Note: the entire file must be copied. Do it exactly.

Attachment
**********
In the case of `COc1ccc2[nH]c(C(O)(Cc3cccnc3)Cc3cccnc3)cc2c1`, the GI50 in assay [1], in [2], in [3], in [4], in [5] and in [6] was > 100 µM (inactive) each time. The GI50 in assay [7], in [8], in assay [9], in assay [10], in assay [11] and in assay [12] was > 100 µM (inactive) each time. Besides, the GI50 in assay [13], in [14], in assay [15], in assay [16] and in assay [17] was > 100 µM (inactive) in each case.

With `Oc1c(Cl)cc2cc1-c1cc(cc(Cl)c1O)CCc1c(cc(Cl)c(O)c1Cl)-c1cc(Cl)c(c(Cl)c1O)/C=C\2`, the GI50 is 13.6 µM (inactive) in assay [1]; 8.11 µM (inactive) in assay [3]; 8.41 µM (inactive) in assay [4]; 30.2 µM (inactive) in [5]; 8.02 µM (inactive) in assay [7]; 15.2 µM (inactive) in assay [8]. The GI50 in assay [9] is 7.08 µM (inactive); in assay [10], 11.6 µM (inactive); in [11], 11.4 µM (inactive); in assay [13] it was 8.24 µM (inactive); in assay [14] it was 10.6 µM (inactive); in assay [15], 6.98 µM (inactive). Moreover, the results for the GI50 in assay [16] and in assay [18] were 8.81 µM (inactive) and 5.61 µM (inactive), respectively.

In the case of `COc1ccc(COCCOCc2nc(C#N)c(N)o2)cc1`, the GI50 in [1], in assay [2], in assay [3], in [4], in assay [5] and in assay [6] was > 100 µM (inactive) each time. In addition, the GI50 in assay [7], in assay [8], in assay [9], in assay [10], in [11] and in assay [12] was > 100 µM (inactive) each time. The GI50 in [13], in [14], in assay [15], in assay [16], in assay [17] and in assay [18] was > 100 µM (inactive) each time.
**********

In the case of `COc1ccc2[nH]c(C(O)(Cc3cccnc3)Cc3cccnc3)cc2c1`, the GI50 in assay [1], in [2], in [3], in [4], in [5] and in [6] was > 100 µM (inactive) each time. The GI50 in assay [7], in [8], in assay [9], in assay [10], in assay [11] and in assay [12] was > 100 µM (inactive) each time. Besides, the GI50 in assay [13], in [14], in assay [15], in assay [16] and in assay [17] was > 100 µM (inactive) in each case.

With `Oc1c(Cl)cc2cc1-c1cc(cc(Cl)c1O)CCc1c(cc(Cl)c(O)c1Cl)-c1cc(Cl)c(c(Cl)c1O)/C=C\2`, the GI50 is 13.6 µM (inactive) in assay [1]; 8.11 µM (inactive) in assay [3]; 8.41 µM (inactive) in assay [4]; 30.2 µM (inactive) in [5]; 8.02 µM (inactive) in assay [7]; 15.2 µM (inactive) in assay [8]. The GI50 in assay [9] is 7.08 µM (inactive); in assay [10], 11.6 µM (inactive); in [11], 11.4 µM (inactive); in assay [13] it was 8.24 µM (inactive); in assay [14] it was 10.6 µM (inactive); in assay [15], 6.98 µM (inactive). Moreover, the results for the GI50 in assay [16] and in assay [18] were 8.81 µM (inactive) and 5.61 µM (inactive), respectively.

In the case of `COc1ccc(COCCOCc2nc(C#N)c(N)o2)cc1`, the GI50 in [1], in assay [2], in assay [3], in [4], in assay [5] and in assay [6] was > 100 µM (inactive) each time. In addition, the GI50 in assay [7], in assay [8], in assay [9], in assay [10], in [11] and in assay [12] was > 100 µM (inactive) each time. The GI50 in [13], in [14], in assay [15], in assay [16], in assay [17] and in assay [18] was > 100 µM (inactive) each time.